Perhaps because he was originally an actor himself (“Gods and Generals,” “Get Low”), Cooper seems to make actors feel safe and willing to expose themselves in ways they ordinarily might not, and time and again he takes scenes to places of unexpected emotional power. Bale in particular has a series of strikingly fragile, tender moments here, forging an effortless brotherly bond with Affleck and playing a heartbreaking reunion scene with Saldana in which a lifetime of regrets and bad decisions seems to surge inside him. Harrelson is scarily effective as the movie’s hillbilly Walter White, precisely because he never descends into the lip-smacking movie villainy, always seeming — like all of the characters in “Out of the Furnace” — a product of his bleak environment. In their smaller roles, Dafoe, Whitaker and Sam Shepard (as the brothers’ grizzled uncle) all do sensitive, affecting, understated work.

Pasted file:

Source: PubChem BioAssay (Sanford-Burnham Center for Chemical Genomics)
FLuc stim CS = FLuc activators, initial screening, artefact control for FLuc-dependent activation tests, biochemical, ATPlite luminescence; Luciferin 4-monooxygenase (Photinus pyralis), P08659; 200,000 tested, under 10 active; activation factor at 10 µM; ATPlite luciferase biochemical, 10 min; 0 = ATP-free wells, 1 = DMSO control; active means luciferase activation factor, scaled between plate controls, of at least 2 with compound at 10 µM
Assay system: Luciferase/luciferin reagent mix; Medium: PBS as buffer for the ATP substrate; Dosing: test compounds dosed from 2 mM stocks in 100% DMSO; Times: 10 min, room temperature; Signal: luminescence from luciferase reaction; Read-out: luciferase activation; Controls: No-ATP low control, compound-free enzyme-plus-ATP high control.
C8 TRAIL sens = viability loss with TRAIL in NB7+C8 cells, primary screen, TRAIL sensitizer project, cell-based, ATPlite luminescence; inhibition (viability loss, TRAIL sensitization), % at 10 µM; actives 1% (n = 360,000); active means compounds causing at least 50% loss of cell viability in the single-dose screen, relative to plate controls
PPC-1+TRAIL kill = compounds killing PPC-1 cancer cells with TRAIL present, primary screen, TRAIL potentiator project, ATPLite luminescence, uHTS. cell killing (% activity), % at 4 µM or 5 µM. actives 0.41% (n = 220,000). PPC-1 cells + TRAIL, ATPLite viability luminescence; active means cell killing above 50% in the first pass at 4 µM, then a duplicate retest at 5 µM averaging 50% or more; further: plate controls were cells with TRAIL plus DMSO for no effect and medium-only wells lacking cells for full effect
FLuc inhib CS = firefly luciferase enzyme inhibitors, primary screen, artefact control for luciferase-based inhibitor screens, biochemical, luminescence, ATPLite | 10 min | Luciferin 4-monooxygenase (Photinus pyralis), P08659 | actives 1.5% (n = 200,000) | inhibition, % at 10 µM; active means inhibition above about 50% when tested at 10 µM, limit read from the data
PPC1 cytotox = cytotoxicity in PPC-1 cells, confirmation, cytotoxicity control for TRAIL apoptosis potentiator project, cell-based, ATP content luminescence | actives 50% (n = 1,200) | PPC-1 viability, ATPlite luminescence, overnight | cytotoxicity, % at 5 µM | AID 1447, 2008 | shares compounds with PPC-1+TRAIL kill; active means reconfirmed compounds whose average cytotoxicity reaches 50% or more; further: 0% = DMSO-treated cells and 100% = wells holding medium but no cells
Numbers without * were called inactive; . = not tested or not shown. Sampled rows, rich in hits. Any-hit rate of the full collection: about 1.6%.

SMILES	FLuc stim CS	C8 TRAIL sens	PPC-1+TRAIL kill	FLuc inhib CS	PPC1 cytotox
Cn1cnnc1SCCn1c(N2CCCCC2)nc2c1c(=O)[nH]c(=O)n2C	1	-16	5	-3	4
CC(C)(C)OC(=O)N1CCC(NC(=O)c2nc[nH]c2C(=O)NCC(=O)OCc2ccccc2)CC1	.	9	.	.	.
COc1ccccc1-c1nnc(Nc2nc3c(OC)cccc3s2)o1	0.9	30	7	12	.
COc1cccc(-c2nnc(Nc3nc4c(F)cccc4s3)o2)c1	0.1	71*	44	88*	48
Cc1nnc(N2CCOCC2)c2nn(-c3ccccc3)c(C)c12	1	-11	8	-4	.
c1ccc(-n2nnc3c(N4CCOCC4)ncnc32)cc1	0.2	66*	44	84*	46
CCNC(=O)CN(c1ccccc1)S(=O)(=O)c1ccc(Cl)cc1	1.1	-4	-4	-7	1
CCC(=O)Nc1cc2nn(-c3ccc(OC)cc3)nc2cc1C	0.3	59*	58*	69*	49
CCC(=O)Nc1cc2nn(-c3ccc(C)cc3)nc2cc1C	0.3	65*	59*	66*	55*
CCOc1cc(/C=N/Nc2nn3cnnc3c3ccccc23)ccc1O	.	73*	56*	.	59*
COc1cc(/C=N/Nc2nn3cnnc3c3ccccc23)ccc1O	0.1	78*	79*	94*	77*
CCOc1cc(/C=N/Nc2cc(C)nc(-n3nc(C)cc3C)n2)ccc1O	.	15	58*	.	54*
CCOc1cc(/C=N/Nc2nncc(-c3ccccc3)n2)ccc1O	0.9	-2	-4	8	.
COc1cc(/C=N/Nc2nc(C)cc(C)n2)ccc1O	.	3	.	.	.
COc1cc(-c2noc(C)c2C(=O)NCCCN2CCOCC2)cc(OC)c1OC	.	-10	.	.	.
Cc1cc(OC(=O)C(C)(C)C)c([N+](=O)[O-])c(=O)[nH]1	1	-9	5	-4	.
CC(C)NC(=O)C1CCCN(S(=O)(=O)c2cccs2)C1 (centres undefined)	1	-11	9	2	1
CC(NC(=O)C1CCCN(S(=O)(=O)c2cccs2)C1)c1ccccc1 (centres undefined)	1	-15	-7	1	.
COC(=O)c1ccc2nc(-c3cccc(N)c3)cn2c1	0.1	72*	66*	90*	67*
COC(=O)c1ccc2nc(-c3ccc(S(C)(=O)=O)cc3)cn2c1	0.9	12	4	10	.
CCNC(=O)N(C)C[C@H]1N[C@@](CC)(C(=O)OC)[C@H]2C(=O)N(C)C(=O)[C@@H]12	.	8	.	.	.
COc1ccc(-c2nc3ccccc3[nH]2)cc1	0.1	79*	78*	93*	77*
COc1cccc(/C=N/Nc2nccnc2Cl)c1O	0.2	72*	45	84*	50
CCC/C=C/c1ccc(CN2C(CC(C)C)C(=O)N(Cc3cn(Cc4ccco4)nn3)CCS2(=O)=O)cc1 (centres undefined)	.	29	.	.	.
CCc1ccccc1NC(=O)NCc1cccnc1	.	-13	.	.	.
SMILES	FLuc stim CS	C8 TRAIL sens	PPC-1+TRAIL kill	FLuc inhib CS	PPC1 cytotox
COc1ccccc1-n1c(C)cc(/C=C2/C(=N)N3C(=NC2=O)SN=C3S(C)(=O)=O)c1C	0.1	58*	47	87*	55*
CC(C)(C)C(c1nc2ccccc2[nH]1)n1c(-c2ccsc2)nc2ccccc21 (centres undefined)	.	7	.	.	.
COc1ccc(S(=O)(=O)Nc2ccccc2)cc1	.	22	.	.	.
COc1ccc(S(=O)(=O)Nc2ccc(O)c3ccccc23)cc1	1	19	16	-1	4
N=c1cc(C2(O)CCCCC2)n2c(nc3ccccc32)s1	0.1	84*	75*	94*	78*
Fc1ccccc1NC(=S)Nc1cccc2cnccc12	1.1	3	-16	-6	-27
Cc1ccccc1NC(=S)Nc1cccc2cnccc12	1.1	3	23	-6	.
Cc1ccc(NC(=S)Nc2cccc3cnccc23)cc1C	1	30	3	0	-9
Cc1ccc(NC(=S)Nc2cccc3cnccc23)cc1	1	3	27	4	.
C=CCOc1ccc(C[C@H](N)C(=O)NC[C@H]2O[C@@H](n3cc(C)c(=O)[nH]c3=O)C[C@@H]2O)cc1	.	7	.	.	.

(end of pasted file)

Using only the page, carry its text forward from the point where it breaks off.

But unlike many actor-directors, Cooper is an equally skilled visual storyteller, staging a SWAT team raid on DeGroat’s compound with an editorial sleight-of-hand borrowed from “The Silence of the Lambs” and always fostering a vivid sense of a place cut off from time and the world. When a character first mentions Jersey, it sounds as far away as Jerusalem. Superior work by production designer Therese DePrez (“American Splendor,” “Black Swan”) and costume designers Kurt & Bart (“Stoker”) adds to the lived-in milieu. Licensed for the first time for a movie soundtrack, Pearl Jam’s “Release” (in both its original and a newly re-recorded version) bookends the film with Eddie Vedder’s wailing, soulful refrain, while composer Dickon Hinchliffe (“Winter’s Bone”) provides the moody original score.

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saving mr banks